By Ankur Kanwar, Regional Head - Cash Management Products, ASEAN And South Asia, Standard Chartered Bank
With a click, they get to choose from almost an endless selection of items, and with another click, they complete the purchase by paying with a digital wallet, mobile payment app, or stored value card.
While business-to-consumer (B2C) payments channels dominate the market, there remains a lag in the development of business-to-business (B2B) payments solutions.
Just as consumers find online payments to be seamless and cost-effective, many businesses consider B2B digital payments expensive and complex. Concerns about hefty set-up costs and a tedious implementation process could be keeping companies from switching to digital payments. Some 90% of Asia B2B transaction volume is in cash, and about 40% of B2B transaction value is in cash and cheques.
But to pay less attention to the B2B payments segment would be a short-sighted approach. Estimates show retail e-commerce sales were US$2.3 trillion in 2017 while B2B online sales stood at US$7.7 trillion, excluding non-e-commerce B2B payments. And the number of non-cash transactions is expected to grow 28.8% annually in emerging Asia and 9.9% in mature Asia Pacific through 2021. More importantly, electronic invoicing reduces administrative costs by 60-90% compared to paper invoicing processing, translating into savings of US$12.80 per invoice.
To capitalise on the potential of B2B digital payments, we need a concerted approach to bring about a new mindset towards regular corporate payments practice and a change to businesses’ reliance on paper invoicing. Governments, banks, financial services companies, and technology firms have a role to play in this digital shift.
ASEAN regulators are taking steps to boost electronic B2B payments. These measures include the enhancement of the e-payments infrastructure, waivers of transaction fees for domestic online transactions, and an increase in cheque processing fees. In the ASEAN agreement on e-commerce endorsed in August 2018, provisions encouraging member states to promote paperless trade, cross-border data flows, and electronic payments were laid out.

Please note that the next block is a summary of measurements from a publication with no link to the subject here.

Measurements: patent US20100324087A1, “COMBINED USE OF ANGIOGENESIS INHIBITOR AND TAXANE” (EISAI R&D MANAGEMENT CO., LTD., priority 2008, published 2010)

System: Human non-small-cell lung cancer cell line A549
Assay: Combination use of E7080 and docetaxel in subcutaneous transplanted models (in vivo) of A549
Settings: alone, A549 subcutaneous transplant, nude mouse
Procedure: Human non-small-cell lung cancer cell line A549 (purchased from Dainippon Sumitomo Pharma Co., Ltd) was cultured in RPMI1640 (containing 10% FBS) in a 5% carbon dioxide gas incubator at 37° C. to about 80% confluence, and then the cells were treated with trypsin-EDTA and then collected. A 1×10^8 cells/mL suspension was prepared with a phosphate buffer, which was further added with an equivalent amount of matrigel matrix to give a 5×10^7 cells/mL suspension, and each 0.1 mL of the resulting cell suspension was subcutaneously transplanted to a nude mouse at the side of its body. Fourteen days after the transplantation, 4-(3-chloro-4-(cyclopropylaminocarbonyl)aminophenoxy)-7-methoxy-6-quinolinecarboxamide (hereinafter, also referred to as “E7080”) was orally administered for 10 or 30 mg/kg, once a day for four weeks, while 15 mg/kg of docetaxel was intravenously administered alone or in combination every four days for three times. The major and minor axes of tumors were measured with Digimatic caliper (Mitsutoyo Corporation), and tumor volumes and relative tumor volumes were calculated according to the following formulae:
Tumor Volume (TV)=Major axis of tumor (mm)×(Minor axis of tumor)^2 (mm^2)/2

With the advent of digital solutions that have transformed retail payments, it makes good economic sense to leverage existing innovations to engineer a shift in the B2B payments space.
In the B2C payments area, many Asian governments are launching their direct debit networks to encourage digital adoption. Indonesia’s central bank unveiled a direct debit feature in their national clearing system in 2016, and is in discussions to launch additional payment options to provide digital alternatives. PayNet, owned by Bank Negara Malaysia, has also revamped its direct debt infrastructure to include business-friendly features to promote usage. These direct debit systems allow for the drawing down of payers’ accounts after a one-time authorisation. Businesses can leverage the existing instant payments infrastructure capabilities to do the same with their vendors or suppliers.
With the widespread use of consumer e-wallets, Fintechs and corporates are also exploring the viability of business e-wallets for payments within their supply chain ecosystem. A number of Proof of Concepts (POCs) are underway as some larger corporates are assessing the feasibility of setting up their proprietary wallets.
As instant payments among consumers through a proxy, such as mobile numbers, take shape, companies in industries such as telecommunications or insurance could be keen to improvise this capability for their B2B accounts. Higher payment transaction limits will also likely accelerate the pace at which businesses offer and accept B2B digital payments.
In Singapore, the Association of Banks in Singapore (ABS) initiated the PayNow Corporate Scheme, an extension of the peer-to-peer funds transfer service PayNow. The corporate initiative, launched in August 2018, is an end-to-end process that covers billing, payments, and collections.
To leverage the full potential of these technologies and simplify the business payments process, corporates need to accept and apply new technologies to their own payments systems and work together to synchronise the instant payments mechanism across their digital platforms. Partnerships between banks and technology firms are critical to develop digital payments solutions that are safe, secure, and convenient for businesses to use.
International financial institutions, such as Standard Chartered, have a key role to play in facilitating instantaneous cross-border digital transactions. The bank is actively working with its corporate clients to simplify B2B payments in their supply chain ecosystem. It is also leveraging the distributed ledger technology, which enables simultaneous access, validation, and record-updating across a cross-border network used by multiple parties, to support international B2B digital payments.
Re-imagining the future of B2B payments is critical to moving the innovation agenda forward. The advent of B2C digital payments is a step in the right direction, but it takes a collaborative effort between businesses and regulators to make digital B2B payments a reality. We can either be a part of the digital payments ecosystem or risk being left behind in this race towards the paperless ideal.